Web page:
'PRISONS 'PRISONS ACTING AS COLLEGES OF CRIME' Borough Has Highest Teen Imprisonment Rate in England and Wales but Experts Fear System Is Ineffective

South Wales Echo (Cardiff, Wales), June 6, 2011 | Go to article overview

'PRISONS 'PRISONS ACTING AS COLLEGES OF CRIME' Borough Has Highest Teen Imprisonment Rate in England and Wales but Experts Fear System Is Ineffective


Byline: Claire Miller

ONE in every 130 16 and 17-year-olds in Merthyr Tydfil was locked up in 2009/10 - the highest rate in England and Wales.

In comparison, in Pembrokeshire, which had the lowest rate, just one in 6,000 teens was given a custodial sentence, according to Youth Justice Board (YJB) figures.

Youths in Merthyr Tydfil are more likely to be imprisoned than those living in Manchester or the London boroughs of Lambeth, Southwark or Hackney.

Cardiff, with the next highest rate in Wales, sends one in 317 16 and 17-year-olds to jail.

A charity has said that with unacceptably high reconviction rates for the age group, prisons were acting as colleges of crime.

Penelope Gibbs, director of the Prison Reform Trust's Out of Trouble programme, said: "Merthyr Tydfil has the highest use of custody for under 18-year-olds in England and Wales, higher than any inner city area.

"Although youth crime is a problem in Merthyr, we are concerned that such consistently high levels of imprisonment are neither fair nor effective.

"One look at the unacceptably high reconviction rates for this age group reveals that, too often, prison acts as a college of crime."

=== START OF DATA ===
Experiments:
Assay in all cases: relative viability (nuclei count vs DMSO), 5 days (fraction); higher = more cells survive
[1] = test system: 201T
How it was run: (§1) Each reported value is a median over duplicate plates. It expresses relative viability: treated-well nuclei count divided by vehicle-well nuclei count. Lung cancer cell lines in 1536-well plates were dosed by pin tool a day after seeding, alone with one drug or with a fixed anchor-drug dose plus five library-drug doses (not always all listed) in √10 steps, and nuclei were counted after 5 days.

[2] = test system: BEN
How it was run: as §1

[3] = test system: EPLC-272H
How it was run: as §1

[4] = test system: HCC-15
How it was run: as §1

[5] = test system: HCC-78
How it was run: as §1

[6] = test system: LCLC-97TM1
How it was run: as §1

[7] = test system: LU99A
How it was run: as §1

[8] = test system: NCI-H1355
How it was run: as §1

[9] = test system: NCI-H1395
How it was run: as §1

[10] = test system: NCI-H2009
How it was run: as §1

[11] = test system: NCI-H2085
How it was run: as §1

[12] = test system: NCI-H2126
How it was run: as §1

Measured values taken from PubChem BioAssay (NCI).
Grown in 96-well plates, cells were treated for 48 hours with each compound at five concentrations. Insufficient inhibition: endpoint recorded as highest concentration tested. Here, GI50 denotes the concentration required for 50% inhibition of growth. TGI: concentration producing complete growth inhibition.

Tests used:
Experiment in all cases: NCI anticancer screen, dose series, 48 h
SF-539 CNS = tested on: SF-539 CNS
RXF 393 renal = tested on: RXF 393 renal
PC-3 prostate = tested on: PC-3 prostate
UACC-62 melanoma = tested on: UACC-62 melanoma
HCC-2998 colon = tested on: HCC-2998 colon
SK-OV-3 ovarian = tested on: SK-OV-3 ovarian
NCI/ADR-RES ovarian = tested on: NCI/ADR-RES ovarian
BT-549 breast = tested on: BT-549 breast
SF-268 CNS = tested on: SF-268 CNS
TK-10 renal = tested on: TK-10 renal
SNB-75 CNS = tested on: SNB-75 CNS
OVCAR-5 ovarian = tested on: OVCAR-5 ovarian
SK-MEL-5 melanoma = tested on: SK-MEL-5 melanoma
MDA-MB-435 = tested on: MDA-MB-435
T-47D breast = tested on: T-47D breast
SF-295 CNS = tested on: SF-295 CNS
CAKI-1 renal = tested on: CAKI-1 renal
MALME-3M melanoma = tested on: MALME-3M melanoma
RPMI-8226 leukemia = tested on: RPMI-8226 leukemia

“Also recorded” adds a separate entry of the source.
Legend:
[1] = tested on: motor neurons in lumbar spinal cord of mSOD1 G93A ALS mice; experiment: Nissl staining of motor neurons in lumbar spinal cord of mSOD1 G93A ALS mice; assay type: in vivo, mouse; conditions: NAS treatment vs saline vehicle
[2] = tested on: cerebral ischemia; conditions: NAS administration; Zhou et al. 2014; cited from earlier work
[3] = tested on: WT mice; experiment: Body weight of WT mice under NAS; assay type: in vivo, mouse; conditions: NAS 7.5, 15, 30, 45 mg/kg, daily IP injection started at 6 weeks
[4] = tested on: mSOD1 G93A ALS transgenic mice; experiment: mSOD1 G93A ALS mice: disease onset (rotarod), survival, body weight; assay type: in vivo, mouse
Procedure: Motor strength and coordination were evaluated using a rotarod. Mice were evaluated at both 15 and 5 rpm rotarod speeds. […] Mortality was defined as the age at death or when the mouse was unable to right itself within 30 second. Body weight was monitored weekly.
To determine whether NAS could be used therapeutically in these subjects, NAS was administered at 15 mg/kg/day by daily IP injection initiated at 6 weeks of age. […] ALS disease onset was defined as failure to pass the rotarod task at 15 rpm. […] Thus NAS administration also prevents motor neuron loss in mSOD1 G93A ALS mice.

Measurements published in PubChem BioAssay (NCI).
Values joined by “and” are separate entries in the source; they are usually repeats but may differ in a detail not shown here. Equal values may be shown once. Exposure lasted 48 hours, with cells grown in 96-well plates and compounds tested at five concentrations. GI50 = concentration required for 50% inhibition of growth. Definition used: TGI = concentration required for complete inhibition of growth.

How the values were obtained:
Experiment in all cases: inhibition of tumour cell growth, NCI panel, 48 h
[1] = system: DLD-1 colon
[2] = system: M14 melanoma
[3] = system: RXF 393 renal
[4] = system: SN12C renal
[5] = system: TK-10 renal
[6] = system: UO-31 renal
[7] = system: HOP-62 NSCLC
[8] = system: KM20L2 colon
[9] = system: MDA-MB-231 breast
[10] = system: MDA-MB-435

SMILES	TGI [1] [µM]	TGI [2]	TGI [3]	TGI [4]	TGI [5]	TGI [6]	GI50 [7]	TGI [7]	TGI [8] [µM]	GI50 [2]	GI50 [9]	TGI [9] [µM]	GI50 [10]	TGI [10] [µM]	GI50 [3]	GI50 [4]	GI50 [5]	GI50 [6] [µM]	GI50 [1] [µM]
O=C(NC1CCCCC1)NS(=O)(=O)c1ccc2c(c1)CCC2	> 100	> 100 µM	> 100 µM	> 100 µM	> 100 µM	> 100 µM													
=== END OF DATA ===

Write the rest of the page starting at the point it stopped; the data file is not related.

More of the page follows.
Senior lecturer in criminology and criminal justice at the University of Wales, Newport, John Deering, said there were a number of factors, from poverty, unemployment and housing issues, to individual choices, but the culture of the courts in the area was known to be important.

He said: "The courts are very inconsistent across the country. Merthyr has a bit of a reputation for being a bit of a punitive region."

A report by crime prevention charity Nacro Cymru, commissioned by the Welsh Government, suggests magistrates in Merthyr Tydfil may be tougher than those in other areas.

The report said: "Magistrates had strong views about the local community.

A recurring theme in the interviews with them was the indication that certain behaviours will not be tolerated and those that transgress will be made an example of. "Although it is difficult to make firm connections, this may well play a part in sentencing decisions."

The situation may have worsened in 2009/10, with the report pointing to a noticeably shorter history from first conviction to custody and less chance of receiving repeat community sentences than those from 2007/8. It found offending by young people in Merthyr had been on a clear upward trajectory since 2009/10, adding that the reasons for this were unclear. The number of violent offences has also been rising, but is still lower than the national average.

A Welsh Government spokeswoman said the report was commissioned to explore why some localities had higher than average rates of custody, work identified as a priority under the All Wales Youth Offending Strategy Delivery Plan 2009-11, and was also a recommendation of the Communities and Culture Committee Inquiry report.

She said: "Youth justice is not devolved to Wales. …

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